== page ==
In this dispersed state Israel would no longer have a “prince or king.” The throne of David has been vacant of a lineal successor (a prince) and broken down since 586 B.C. to this very day. This will remain so until the return of Jesus the Son of David who will sit on the Davidic throne after a long period of absence (see Ezekiel 21:25-27; Luke 1:32-33; Acts 15:14-17). With the destruction of the Temple in 70 A.D. and the subsequent dissolution of the Levitical priesthood Israel was left without the appropriate animal sacrifices or a Temple to sacrifice them in.

They would no longer worship false gods in temples built with “Sacred Pillar” commonly used to worship the false gods of Canaan (Ex 34:13-14; Deut. 7:5). The “Ephod” was a part of the special dress the High Priest of Israel wore and also gave divine guidance and direction (Lev. 8:7; 1 Sam. 23:9-11; 30:7-8). Thus Israel would be scattered throughout the world without centralized spiritual leadership and guidance the High Priest provided for the nation. In addition to that the Jews would be free from idolatry and the worship of idols or the “Teraphim.” while in a scattered state. The teraphim images in ancient Israel were household idols used for objects of worship and the forbidden practice of divination (see Genesis. 31:19, 30, 32; Judges. 18:17, 24; 1 Samuel 15:23; 2 Kings. 23:24).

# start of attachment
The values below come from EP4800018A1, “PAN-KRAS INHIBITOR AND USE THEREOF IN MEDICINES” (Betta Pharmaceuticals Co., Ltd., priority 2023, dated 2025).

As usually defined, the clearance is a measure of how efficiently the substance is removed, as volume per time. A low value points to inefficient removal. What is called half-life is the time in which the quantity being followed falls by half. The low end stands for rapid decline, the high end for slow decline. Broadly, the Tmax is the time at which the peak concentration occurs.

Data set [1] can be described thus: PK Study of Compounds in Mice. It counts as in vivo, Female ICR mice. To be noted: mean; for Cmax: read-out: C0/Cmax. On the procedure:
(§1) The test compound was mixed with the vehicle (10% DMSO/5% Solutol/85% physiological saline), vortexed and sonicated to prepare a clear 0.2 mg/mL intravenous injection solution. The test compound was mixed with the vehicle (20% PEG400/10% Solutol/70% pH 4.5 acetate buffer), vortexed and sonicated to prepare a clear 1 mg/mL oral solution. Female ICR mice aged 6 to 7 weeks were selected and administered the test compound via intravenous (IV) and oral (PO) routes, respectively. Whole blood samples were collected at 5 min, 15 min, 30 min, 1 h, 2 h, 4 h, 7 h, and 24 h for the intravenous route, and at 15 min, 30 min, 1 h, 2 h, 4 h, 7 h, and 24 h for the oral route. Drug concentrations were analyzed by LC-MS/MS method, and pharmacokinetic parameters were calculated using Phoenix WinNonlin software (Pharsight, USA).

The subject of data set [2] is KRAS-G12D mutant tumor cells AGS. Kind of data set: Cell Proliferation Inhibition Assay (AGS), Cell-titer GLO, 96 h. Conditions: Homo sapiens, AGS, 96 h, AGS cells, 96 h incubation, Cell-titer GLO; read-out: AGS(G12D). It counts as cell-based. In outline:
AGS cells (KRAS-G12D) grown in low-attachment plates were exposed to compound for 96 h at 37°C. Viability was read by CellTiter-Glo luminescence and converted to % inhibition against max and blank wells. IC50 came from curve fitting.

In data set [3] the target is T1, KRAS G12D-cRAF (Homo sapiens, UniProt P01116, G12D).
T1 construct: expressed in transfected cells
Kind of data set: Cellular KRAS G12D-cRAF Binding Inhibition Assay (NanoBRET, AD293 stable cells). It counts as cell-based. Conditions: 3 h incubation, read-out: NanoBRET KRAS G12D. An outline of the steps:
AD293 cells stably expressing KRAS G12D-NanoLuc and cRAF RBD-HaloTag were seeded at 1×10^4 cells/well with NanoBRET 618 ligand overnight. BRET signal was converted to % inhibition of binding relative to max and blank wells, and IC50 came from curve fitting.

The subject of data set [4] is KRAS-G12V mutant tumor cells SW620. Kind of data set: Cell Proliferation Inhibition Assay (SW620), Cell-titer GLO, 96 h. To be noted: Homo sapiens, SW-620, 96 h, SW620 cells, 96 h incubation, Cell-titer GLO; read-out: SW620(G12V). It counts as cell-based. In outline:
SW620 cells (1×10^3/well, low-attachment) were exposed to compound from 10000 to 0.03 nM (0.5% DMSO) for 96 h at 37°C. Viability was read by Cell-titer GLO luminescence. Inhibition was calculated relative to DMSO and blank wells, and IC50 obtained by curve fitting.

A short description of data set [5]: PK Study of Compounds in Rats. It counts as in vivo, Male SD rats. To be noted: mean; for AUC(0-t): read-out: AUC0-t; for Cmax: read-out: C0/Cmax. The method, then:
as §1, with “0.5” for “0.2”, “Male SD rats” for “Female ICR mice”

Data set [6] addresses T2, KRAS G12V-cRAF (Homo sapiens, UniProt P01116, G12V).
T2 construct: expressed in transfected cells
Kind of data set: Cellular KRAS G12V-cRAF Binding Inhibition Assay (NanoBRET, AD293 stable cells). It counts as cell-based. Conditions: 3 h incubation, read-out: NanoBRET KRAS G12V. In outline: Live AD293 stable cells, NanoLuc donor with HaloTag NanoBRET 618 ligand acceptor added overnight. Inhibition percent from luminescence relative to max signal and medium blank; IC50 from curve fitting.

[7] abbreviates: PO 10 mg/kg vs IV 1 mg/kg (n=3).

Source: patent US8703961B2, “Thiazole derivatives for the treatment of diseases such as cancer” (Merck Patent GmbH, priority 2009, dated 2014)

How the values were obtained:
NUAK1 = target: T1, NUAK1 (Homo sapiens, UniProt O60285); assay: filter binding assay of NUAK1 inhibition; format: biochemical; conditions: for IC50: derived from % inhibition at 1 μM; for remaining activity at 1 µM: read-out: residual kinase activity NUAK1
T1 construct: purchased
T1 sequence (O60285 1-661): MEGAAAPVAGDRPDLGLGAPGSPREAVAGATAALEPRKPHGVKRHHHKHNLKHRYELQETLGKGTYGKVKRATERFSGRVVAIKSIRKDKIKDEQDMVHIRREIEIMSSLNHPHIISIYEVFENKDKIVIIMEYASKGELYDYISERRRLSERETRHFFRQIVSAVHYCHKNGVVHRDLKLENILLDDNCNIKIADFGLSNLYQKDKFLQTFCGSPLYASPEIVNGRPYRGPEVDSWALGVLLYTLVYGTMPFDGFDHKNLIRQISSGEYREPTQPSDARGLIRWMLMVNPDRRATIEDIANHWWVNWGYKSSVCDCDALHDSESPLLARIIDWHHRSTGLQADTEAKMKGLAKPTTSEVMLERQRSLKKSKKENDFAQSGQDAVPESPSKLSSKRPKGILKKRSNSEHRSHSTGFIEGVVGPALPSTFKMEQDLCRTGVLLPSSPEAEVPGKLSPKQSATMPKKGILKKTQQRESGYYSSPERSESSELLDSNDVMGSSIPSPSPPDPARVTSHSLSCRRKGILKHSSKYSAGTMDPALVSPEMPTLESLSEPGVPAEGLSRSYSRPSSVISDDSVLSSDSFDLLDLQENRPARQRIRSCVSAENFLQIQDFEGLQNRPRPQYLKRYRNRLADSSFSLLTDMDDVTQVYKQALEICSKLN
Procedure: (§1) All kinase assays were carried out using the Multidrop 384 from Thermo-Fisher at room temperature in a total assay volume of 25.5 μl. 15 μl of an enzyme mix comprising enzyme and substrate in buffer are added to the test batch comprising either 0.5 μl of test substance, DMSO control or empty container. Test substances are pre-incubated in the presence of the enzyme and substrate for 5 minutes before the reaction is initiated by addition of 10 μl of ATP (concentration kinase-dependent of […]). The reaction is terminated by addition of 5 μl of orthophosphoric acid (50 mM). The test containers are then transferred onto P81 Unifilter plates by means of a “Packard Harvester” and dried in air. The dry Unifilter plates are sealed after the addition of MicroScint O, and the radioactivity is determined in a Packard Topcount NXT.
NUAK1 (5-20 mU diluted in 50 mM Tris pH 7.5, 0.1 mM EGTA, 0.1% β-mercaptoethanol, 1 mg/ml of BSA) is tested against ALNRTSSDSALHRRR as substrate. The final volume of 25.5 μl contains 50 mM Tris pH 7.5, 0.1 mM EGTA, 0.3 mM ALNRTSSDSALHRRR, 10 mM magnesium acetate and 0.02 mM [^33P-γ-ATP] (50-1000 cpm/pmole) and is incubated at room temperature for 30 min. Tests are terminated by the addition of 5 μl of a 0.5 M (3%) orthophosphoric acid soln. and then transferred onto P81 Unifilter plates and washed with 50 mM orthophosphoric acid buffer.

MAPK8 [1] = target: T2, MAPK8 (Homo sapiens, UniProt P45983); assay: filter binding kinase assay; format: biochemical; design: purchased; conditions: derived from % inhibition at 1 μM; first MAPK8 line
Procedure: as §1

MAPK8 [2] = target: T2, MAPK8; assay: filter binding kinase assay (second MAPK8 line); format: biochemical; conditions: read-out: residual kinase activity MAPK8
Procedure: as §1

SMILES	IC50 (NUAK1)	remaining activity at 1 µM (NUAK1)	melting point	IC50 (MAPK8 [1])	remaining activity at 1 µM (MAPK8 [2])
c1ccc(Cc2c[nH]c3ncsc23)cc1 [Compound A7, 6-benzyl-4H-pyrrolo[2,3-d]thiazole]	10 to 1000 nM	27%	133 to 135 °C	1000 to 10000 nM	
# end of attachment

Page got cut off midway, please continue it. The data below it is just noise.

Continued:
When one closely examines the prophecy of Hosea about the condition of Israel’s dispersion in their past, present and future, one cannot help but agree with the comments of C. I. Scofield on this same passage of prophetic Scripture:

“This prediction has been remarkably fulfilled in the condition of Israel since the time of Christ. Scattered, without political entity under a king or a prince, and performing no sacrifices since the destruction of the Temple by the Romans in A.D. 70, they have yet retained their identity and avoided idolatrous worship of sacred stones or idols. Chapter 3 is one of the classic O.T. passages describing Israel’s past, present, and future.” (The New Scofield Study Bible, p. 894).